The full version of this article is exclusively available to Mediabistro AvantGuild subscribers. If you’re not a member yet, register now for as little as $55 a year for access to hundreds of articles like this one, discounts on Mediabistro seminars and workshops, and all sorts of other bonuses.

A Freelance Web Designer Turned CEO Explains His Road To Success

GabrielShaoolianGabriel Shaoolian‘s success story is at once familiar and entirely unique. He moved to NYC in 2001 and set up his business with nothing but a laptop and some web design experience. Since then, his company, Blue Fountain Media, has generated over $2 billion in revenue by building sites for everyone from AT&T to AOL.

In the latest installment of Mediabistro’s Hey, How’d You Do That?, Shaoolian talks about how he went from a freelance web designer to CEO:

Describe the early days of your freelance life.
Well, let me tell you, and I’ll tell anyone out there. It’s crazy. You know, doing this without funding, you lose a lot of sleep, and you lose your life, really. The company becomes your life. It’s not easy. It’s not for someone who wants weekends and who wants vacations. I tell people that you go on vacation and you are still thinking about work every second of every day.

I had no idea what I was in for. I just wanted to build something small. But I realized that I can’t do everything on my own. If I want to do good work, I need team members that are specialized. As Blue Fountain Media grew, I started working on an infrastructure for the company.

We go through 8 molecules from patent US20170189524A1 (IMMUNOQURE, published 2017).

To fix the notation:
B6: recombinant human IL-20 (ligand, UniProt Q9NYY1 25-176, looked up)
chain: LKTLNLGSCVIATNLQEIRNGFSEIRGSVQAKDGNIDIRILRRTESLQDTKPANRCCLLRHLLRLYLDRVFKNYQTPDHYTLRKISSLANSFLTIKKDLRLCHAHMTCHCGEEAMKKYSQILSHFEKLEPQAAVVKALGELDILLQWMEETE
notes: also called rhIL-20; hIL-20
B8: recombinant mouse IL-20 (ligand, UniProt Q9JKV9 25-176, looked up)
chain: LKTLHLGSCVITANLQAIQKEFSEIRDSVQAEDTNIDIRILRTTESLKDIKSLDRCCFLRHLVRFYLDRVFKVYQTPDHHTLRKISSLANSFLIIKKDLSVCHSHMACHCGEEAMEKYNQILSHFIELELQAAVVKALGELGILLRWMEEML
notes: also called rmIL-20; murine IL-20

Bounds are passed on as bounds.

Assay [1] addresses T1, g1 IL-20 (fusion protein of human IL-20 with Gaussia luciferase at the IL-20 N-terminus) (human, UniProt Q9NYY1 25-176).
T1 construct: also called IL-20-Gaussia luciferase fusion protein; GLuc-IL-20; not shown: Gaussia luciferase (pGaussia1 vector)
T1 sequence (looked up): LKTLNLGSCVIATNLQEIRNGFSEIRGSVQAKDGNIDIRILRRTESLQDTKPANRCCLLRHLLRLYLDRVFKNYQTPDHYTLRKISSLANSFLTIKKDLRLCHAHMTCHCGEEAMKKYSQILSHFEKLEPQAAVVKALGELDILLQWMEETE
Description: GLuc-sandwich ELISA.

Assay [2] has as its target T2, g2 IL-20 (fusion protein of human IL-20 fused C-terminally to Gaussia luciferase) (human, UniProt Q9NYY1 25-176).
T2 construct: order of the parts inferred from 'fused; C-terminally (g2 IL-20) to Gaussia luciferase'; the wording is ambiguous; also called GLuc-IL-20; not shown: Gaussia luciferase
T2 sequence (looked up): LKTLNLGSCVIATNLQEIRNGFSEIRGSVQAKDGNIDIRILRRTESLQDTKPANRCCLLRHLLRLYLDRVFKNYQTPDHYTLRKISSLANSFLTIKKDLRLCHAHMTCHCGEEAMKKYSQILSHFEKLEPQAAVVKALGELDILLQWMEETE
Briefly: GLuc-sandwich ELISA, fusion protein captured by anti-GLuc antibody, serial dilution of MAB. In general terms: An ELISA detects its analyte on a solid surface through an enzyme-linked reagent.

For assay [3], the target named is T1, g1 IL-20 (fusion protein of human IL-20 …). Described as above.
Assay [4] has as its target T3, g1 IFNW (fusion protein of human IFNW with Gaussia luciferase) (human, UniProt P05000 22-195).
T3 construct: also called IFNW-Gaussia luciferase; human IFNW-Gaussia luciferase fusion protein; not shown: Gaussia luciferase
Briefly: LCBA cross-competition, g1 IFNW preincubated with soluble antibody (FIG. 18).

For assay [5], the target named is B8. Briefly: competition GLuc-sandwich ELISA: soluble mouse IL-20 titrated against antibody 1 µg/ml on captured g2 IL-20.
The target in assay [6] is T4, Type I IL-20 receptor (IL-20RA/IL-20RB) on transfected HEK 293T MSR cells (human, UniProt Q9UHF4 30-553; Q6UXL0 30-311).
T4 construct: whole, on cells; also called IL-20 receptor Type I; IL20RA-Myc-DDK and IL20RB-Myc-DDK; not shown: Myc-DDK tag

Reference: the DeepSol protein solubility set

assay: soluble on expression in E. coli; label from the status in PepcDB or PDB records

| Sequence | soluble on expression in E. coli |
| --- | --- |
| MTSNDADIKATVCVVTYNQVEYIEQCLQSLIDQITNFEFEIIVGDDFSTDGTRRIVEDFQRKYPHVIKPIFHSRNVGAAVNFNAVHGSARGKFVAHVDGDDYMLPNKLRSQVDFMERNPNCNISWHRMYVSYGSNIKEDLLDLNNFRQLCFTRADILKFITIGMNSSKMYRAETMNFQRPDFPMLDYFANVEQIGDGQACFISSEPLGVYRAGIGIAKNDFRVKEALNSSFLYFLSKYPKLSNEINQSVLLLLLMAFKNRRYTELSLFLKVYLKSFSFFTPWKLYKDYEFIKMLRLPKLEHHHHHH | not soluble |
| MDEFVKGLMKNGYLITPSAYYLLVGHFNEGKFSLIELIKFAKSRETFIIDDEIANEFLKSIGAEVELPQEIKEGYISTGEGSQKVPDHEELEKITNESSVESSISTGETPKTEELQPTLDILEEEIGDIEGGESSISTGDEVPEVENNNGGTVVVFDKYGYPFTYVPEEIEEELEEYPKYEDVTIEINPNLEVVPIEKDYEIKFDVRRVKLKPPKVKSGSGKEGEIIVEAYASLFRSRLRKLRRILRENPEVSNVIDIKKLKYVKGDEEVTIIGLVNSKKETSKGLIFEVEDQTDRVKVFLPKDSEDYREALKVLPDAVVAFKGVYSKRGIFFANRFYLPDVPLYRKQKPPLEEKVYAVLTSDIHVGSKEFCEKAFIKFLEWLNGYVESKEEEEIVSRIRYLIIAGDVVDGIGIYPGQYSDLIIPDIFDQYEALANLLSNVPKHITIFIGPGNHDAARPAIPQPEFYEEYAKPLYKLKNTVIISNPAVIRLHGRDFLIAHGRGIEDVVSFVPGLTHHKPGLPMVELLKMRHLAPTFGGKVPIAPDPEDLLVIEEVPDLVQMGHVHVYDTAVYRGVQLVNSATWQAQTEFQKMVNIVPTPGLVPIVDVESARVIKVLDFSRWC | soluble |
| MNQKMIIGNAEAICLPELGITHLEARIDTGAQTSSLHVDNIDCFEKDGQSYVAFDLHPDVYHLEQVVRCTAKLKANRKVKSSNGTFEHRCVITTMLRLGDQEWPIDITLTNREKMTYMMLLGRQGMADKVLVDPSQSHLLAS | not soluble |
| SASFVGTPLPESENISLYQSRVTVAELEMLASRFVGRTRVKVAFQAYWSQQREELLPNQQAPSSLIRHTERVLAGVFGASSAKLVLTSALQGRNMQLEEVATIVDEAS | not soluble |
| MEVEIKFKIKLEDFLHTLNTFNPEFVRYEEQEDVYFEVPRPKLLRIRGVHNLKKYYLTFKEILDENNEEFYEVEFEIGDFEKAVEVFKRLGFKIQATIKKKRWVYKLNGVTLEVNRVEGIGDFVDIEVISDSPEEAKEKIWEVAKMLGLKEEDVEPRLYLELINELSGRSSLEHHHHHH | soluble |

To hear more about Shaoolian’s career, as well as his advice for freelancers and entrepreneurs, read: Hey, How’d You Build Profitable Websites For Brands Like AOL and AT&T, Gabriel Shaoolian?

The full version of this article is exclusively available to Mediabistro AvantGuild subscribers. If you’re not a member yet, register now for as little as $55 a year for access to hundreds of articles like this one, discounts on Mediabistro seminars and workshops, and all sorts of other bonuses.

How Adopting A Uniform Could Help Your Freelance Career

MinimalismFreelancers who work from home understand the need to minimize better than most. When you’re constantly surrounded by your own junk, the endless distractions can become paralyzing and your work may suffer as a result.

So how can freelancers create a minimalist lifestyle? One of the easiest things to do is to adopt a daily uniform. In the latest Mediabistro feature, one freelancer shares her story about how simplifying her life helped her writing:

I love a comfortable, practical pajama as much as the next freelancer, but I’ve found that having a set uniform has two powerful results: First, I don’t waste any time deciding what to wear. I grab one of two black shirts, and one of my two pairs of pants. I don’t have to rifle through hanger after hanger in my closet, because I’ve whittled down my wardrobe to about 20 items — shoes included, gender stereotypes be damned. And because I wear my uniform during work hours, I get the satisfaction of changing into my beloved sweatpants at the end of the day. The other result of my simplified wardrobe is that I take myself seriously. If those in offices are told to dress for the job they’re striving to have, where does that leave freelancers?

For more on how this writer simplified mind and matter, read: The Minimalist Freelance Life.

The full version of this article is exclusively available to Mediabistro AvantGuild subscribers. If you’re not a member yet, register now for as little as $55 a year for access to hundreds of articles like this one, discounts on Mediabistro seminars and workshops, and all sorts of other bonuses.

NEXT PAGE >>